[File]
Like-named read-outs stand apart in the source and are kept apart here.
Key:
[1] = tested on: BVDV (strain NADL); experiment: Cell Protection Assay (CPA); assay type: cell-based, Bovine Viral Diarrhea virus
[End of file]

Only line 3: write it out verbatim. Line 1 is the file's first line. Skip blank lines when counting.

[1] = tested on: BVDV (strain NADL); experiment: Cell Protection Assay (CPA); assay type: cell-based, Bovine Viral Diarrhea virus